Monday, September 6, 2010

Returning to Astana - My New Home

Hooray! I had seen my new apartment last year, but now I get to live in it. It is as nice as I remembered.

It is located on the other side of town from where I once lived, near the "new" downtown, where the fancy new buildings and government offices and the funky Beyterek Tower are. It is near the river and the large park by the river that I have never gone to but am slowly hearing good things about.

It is next door to Mega, the fancy shopping mall that Sophia loves, which has a fast food court, a theater, a children's area with games & roller skating, and Ramstore, the grocery store that sometimes sells items such as peanut butter and Parmesan cheese.

It is practically next door to Sariarka, another shopping mall, which seems pretty similar to Mega except no Babylon (the play place).

It is a bit more than a stone's throw from the steppe, but not that far at all. If we lived a bit higher up, I'm sure we could see the steppe from our window. But we're on the first floor.

It is about a 20 minute walk from Khan Shatyr (Kazakh for "Palace of the King", the large crazy tent-like structure that is supposed to be a city within a city, an architectural marvel that maintains a constant pleasant temperature year-round, with a beach and a waterpark--but it's really just a huge, over-done mall. With a pathetic excuse for a beach that costs 8000 Tenge ($54) just to go in for a day.

Our apartment's biggest downside is that the only buses that come by the nearest bus stop don't go anywhere that I'd ever care to go, except Khan Shatyr (which is only 2 bus stops away, so why bother with a bus?) or the airport (which is nice). It's about a 10 - 15 minute walk to the bus stops where I can find a bus to take me shopping, to the river, to the old downtown, to the American library, to church, etc. Since the weather is nice, that's not a problem. When the weather is minus 40, that might be a problem.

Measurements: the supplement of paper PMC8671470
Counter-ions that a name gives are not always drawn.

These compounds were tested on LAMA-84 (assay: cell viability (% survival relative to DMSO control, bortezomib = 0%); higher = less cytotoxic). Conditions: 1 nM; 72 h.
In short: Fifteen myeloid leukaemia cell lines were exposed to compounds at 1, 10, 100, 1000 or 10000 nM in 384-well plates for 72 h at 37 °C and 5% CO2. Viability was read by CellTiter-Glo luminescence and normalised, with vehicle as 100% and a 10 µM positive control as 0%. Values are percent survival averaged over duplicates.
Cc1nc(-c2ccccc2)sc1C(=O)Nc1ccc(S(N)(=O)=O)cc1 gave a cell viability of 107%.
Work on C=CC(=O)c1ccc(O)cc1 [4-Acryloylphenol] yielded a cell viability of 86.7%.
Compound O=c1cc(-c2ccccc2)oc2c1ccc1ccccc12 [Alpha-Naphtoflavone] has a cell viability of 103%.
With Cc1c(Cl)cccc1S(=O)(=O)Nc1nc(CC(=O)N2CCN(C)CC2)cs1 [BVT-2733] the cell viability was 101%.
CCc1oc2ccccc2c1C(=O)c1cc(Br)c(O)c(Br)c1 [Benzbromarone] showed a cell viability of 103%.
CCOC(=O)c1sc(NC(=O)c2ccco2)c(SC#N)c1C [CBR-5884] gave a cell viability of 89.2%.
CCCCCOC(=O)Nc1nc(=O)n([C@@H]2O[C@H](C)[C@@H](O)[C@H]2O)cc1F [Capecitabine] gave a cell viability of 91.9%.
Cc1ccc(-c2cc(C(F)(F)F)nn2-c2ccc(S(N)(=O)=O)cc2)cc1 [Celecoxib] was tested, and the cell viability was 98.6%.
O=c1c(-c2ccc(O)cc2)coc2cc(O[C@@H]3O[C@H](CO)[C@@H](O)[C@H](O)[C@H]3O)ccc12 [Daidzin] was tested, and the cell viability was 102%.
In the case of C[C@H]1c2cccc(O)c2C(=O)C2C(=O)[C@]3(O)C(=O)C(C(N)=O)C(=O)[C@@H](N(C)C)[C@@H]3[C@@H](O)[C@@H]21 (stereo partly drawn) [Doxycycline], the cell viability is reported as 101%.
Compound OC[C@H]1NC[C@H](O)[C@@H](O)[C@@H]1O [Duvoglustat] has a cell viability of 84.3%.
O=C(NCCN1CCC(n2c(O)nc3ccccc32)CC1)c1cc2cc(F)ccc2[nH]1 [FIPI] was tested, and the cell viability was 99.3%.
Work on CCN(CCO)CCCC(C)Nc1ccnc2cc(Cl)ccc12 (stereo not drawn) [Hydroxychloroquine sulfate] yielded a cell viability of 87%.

We are also pretty close to the new school; however, we must first cross a super-busy street before we have a 5 - 10 minute walk. In the mornings, we have mastered the art of jay-walking, as it's not too busy. But sometimes we get stuck in the middle of the road while cars whiz by us on either side. NOT GOOD. Even though plenty of Kazakhs--even with kids younger than Sophia--do this, that's not something I think I could ever get comfortable doing. Sure, I've yet to see anyone get hit. But still....

It's a short walk to the intersection with a light and crosswalk, and that entire area is under construction. Maybe by the time snow and ice have covered the ground, then there will be a real sidewalk there, and I won't be tramping through dirt on my way to school. But then, I won't be able to see a real sidewalk and I'll be tramping through ice not dirt...

Still, the location is great. There is a mini-mart, the Dolphin, directly below us--literally. If you look out Sophia's bedroom window, you see the tip of the glowing blue dolphin that marks the entrance to the store. The mini-mart will be very useful when it is too cold to run to Mega for groceries. And useful when I'm just too lazy. Great for a sugar run, when all you want is something sweet and you have nothing in your house.

Our apartment is on the first floor on one side, the second on the other. Underneath us (besides the mini-mart) is an enclosed basement garage, meaning that if we got a car (which we won't) we could keep it inside in the winter, making it so much easier to start. The playground is nice, nothing fancy, and the whole area around it is concrete, like a parking lot, but cars are blocked from coming there. A good area to practice riding a bike, but I've yet to get Sophia one (I've been looking). I wonder if when winter comes, if it'll be good for ice skating...

The problem with being on the first floor (at least on half of the apartment) is that if I open the curtains, all the children playing and all the people walking to and from their homes can look inside and see us. If I open the windows because I am hot (no air-conditioning, a bright sun, and 95 degree weather does make the inside quite hot!), then I can hear everyone outside and they can hear us. Not all the windows have screens, and it would be very easy to climb inside our apartment from the outside. So I keep the windows on that half of the apartment closed when I can.